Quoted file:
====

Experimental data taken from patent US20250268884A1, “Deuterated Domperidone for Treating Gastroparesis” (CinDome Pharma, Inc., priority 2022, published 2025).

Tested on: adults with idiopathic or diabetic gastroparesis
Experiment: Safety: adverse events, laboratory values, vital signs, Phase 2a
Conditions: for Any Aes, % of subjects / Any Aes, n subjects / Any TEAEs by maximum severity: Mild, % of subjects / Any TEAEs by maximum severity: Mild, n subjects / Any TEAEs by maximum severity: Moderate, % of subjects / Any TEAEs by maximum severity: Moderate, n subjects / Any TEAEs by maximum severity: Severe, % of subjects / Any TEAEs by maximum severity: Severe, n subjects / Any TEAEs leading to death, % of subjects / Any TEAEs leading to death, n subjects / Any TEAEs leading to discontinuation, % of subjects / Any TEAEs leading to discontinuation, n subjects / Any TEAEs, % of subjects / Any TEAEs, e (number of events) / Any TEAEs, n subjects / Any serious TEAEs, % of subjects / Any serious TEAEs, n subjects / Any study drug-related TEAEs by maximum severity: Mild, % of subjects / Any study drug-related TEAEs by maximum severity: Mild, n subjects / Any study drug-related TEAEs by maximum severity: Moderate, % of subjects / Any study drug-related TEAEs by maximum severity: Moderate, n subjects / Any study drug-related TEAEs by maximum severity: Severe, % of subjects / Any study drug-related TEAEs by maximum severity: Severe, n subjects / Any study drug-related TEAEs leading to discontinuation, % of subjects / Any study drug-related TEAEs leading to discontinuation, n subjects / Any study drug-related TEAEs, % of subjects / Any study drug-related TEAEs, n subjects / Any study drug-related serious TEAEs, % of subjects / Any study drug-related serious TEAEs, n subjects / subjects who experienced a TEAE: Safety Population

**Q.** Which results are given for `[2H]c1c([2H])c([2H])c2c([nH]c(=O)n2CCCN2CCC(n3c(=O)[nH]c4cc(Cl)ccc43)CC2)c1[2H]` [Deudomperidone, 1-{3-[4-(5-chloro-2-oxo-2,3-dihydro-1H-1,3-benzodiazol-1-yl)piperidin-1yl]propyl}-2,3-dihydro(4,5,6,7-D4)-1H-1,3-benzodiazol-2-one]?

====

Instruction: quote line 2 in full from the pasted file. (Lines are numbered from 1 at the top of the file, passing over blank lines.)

Tested on: adults with idiopathic or diabetic gastroparesis